John Mayer’s Born and Raised

Close your eyes and clone yourself
Build your heart an army
To defend your innocence
While you do everything wrong

So opens “The Age of Worry,” the second track from John Mayer’s latest album, Born and Raised. I’ve been obsessively listening to that song and the majority of the album all summer. It’s almost become my personal soundtrack for 2012.

That feels strange for me to type because I’ve never been what you could call a fan of Mayer’s. I’ve had a vague and often annoyed awareness of him and his music for the last decade. It’s been impossible not to.

He became an instant superstar upon the release of his first single in 2002, thanks in part to youth and good looks that made him generally popular with women, and generally less popular with men.

In the years since, many of his most mediocre songs have been piped into stores and elevators ad nauseam, and tabloids have taken a keen interest in his personal life. With the advent of Twitter, he became notorious for serial tweeting and dating starlets. If you had even one ear cocked toward the drumbeat of pop culture, you couldn’t escape him.

All of that culminated in 2010 when Mayer said some truly vulgar and offensive things (about famous ex-girlfriends, and other topics) in interviews in Rolling Stone and Playboy. In the aftermath of those interviews, he disappeared. I, for one, did not miss him.

While running errands a few months ago, I heard Guy Raz interviewing Mayer on NPR. I remember: I was a stoplight at the intersection of South Temple and I Street, and thought, well, I guess I can sit through this.

But as I listened, I became fascinated by the story Mayer told about burnout, ego run amok, being a control freak, the “Stockholm syndrome” of celebrity, the failure to be grateful, and the loss of vision and vocation.

And the song clips Raz played sounded…really good.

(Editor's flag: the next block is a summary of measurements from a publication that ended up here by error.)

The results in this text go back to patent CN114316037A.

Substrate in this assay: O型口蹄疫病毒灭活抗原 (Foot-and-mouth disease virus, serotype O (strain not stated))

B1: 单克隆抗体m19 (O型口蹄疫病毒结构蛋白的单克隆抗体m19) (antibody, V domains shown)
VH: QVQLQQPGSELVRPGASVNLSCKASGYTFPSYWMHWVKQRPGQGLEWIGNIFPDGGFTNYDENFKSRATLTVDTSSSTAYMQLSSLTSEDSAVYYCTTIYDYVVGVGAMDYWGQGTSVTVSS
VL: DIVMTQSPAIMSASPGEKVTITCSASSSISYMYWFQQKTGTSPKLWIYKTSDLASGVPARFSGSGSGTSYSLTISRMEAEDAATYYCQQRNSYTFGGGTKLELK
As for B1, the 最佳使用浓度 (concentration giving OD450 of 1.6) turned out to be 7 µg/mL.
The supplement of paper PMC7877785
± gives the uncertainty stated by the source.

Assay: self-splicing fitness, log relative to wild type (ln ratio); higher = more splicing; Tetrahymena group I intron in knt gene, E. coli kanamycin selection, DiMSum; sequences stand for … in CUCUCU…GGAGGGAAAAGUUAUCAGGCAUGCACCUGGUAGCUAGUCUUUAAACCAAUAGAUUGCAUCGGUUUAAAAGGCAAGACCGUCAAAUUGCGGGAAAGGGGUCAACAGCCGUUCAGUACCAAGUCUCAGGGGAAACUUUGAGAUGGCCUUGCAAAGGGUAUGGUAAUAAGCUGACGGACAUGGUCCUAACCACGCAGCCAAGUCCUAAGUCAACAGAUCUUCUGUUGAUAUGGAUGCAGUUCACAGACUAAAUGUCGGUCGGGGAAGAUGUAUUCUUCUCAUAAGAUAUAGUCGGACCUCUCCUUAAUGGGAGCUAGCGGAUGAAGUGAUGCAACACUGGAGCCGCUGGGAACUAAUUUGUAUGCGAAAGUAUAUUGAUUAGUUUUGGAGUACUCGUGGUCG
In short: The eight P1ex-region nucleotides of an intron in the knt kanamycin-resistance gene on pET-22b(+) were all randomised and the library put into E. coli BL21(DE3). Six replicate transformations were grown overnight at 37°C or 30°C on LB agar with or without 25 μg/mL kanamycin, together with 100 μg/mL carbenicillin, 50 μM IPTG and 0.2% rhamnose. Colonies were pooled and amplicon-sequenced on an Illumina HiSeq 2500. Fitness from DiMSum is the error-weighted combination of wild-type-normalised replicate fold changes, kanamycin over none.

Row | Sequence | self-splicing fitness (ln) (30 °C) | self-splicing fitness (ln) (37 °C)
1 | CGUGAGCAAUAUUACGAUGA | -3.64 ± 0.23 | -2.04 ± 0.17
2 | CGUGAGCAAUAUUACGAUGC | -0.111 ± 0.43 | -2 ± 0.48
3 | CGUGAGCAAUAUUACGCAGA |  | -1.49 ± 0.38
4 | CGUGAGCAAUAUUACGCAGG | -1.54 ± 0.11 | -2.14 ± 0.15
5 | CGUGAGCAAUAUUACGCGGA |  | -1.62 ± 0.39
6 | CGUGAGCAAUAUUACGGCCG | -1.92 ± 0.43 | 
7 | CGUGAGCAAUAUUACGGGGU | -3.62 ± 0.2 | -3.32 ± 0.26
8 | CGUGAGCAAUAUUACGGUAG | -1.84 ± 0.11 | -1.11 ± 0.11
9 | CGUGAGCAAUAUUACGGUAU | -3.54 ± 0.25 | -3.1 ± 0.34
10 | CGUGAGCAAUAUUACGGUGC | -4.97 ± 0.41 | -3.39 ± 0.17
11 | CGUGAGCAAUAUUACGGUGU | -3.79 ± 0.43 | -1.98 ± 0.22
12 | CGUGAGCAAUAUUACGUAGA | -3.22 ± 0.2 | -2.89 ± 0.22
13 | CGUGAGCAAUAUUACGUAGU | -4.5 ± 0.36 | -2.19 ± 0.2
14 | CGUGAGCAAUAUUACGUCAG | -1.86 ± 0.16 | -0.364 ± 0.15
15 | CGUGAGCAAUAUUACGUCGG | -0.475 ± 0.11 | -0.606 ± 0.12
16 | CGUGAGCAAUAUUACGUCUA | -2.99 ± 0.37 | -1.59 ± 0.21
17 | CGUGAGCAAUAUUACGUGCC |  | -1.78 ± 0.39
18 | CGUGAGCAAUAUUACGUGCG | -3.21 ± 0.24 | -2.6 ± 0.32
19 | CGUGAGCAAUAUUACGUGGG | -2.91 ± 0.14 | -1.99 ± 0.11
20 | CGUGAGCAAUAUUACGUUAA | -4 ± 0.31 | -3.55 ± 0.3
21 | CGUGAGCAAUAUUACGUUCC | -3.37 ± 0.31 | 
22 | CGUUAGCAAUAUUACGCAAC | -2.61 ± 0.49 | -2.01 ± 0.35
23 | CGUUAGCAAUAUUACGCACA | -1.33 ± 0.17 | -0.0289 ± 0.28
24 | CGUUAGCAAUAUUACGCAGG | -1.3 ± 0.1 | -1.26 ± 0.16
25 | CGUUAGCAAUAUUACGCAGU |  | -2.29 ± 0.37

When I got home, I listened to the interview again, and then found the extended version. I couldn’t and can’t remember ever hearing a celebrity artist at Mayer’s level sound so sincerely contrite and open about the experience of being humbled, about running up against a false self and doing something about it before it was too late.

I set aside everything I thought I knew about John Mayer and, thanks to Spotify, gave Born and Raised a full and fair listen. I wound up listening to it so many times that I decided to go ahead and buy the CD.

I wondered: Had he always been this good? Had I just not been listening? I went back through some of his older albums (Spotify again) and sampled various tracks. The answer is no.

He’s always been a gifted musician, but as far as I could tell most of his earlier songs contain pretty standard stuff about romantic love—wanting it, getting it, losing it, wanting it back. Or, they’re lukewarm, impersonal philosophy about life on Earth.

The songs on Born and Raised are very different. They come directly out of this experience of confronting a self that had become grossly distorted by fame and infamy.

When Raz pointed out in the NPR interview how personal the songs are, Mayer said, “I had nowhere else to go… I couldn’t get any less genuine at a certain point.”

The heart of the album, to me, lies in the chorus of “Speak for Me”: